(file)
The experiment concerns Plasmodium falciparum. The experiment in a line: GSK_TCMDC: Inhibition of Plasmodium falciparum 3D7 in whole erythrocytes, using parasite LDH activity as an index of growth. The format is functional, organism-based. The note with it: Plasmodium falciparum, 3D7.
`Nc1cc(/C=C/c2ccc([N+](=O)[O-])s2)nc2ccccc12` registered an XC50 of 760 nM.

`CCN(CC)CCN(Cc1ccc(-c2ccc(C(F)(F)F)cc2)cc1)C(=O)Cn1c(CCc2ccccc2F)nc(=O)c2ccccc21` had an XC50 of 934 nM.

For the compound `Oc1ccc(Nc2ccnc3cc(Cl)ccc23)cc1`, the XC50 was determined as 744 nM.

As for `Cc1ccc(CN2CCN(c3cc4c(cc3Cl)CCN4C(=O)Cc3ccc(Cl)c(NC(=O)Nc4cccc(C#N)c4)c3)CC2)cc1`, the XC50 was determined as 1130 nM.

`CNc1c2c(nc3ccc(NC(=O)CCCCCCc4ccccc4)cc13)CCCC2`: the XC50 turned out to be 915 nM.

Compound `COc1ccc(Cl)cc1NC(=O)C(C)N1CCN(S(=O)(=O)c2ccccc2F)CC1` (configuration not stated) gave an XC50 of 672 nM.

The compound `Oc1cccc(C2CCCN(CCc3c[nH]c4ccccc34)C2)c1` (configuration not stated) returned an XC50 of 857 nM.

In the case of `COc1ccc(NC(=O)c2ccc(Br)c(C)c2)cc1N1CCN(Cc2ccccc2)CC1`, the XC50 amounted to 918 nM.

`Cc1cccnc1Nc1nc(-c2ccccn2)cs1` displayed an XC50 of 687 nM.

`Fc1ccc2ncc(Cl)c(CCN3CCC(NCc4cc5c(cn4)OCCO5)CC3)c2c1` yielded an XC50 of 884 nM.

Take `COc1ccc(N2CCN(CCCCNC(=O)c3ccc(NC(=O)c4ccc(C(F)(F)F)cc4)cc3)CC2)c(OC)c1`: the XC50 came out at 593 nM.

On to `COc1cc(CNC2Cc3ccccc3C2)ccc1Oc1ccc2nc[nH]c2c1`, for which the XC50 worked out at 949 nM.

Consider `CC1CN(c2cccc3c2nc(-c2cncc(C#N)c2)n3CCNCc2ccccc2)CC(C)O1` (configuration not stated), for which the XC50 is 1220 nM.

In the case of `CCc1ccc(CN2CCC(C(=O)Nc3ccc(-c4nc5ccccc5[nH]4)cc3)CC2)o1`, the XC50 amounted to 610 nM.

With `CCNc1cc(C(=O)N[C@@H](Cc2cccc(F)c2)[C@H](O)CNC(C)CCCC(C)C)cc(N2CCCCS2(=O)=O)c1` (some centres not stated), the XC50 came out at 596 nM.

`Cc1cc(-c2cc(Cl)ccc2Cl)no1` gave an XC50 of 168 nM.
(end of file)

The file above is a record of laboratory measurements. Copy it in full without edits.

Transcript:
The experiment concerns Plasmodium falciparum. The experiment in a line: GSK_TCMDC: Inhibition of Plasmodium falciparum 3D7 in whole erythrocytes, using parasite LDH activity as an index of growth. The format is functional, organism-based. The note with it: Plasmodium falciparum, 3D7.
`Nc1cc(/C=C/c2ccc([N+](=O)[O-])s2)nc2ccccc12` registered an XC50 of 760 nM.

`CCN(CC)CCN(Cc1ccc(-c2ccc(C(F)(F)F)cc2)cc1)C(=O)Cn1c(CCc2ccccc2F)nc(=O)c2ccccc21` had an XC50 of 934 nM.

For the compound `Oc1ccc(Nc2ccnc3cc(Cl)ccc23)cc1`, the XC50 was determined as 744 nM.

As for `Cc1ccc(CN2CCN(c3cc4c(cc3Cl)CCN4C(=O)Cc3ccc(Cl)c(NC(=O)Nc4cccc(C#N)c4)c3)CC2)cc1`, the XC50 was determined as 1130 nM.

`CNc1c2c(nc3ccc(NC(=O)CCCCCCc4ccccc4)cc13)CCCC2`: the XC50 turned out to be 915 nM.

Compound `COc1ccc(Cl)cc1NC(=O)C(C)N1CCN(S(=O)(=O)c2ccccc2F)CC1` (configuration not stated) gave an XC50 of 672 nM.

The compound `Oc1cccc(C2CCCN(CCc3c[nH]c4ccccc34)C2)c1` (configuration not stated) returned an XC50 of 857 nM.

In the case of `COc1ccc(NC(=O)c2ccc(Br)c(C)c2)cc1N1CCN(Cc2ccccc2)CC1`, the XC50 amounted to 918 nM.

`Cc1cccnc1Nc1nc(-c2ccccn2)cs1` displayed an XC50 of 687 nM.

`Fc1ccc2ncc(Cl)c(CCN3CCC(NCc4cc5c(cn4)OCCO5)CC3)c2c1` yielded an XC50 of 884 nM.

Take `COc1ccc(N2CCN(CCCCNC(=O)c3ccc(NC(=O)c4ccc(C(F)(F)F)cc4)cc3)CC2)c(OC)c1`: the XC50 came out at 593 nM.

On to `COc1cc(CNC2Cc3ccccc3C2)ccc1Oc1ccc2nc[nH]c2c1`, for which the XC50 worked out at 949 nM.

Consider `CC1CN(c2cccc3c2nc(-c2cncc(C#N)c2)n3CCNCc2ccccc2)CC(C)O1` (configuration not stated), for which the XC50 is 1220 nM.

In the case of `CCc1ccc(CN2CCC(C(=O)Nc3ccc(-c4nc5ccccc5[nH]4)cc3)CC2)o1`, the XC50 amounted to 610 nM.

With `CCNc1cc(C(=O)N[C@@H](Cc2cccc(F)c2)[C@H](O)CNC(C)CCCC(C)C)cc(N2CCCCS2(=O)=O)c1` (some centres not stated), the XC50 came out at 596 nM.

`Cc1cc(-c2cc(Cl)ccc2Cl)no1` gave an XC50 of 168 nM.